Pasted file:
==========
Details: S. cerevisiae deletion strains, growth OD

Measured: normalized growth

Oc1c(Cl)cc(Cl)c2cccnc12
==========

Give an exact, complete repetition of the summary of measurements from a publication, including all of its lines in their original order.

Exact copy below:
Details: S. cerevisiae deletion strains, growth OD

Measured: normalized growth

Oc1c(Cl)cc(Cl)c2cccnc12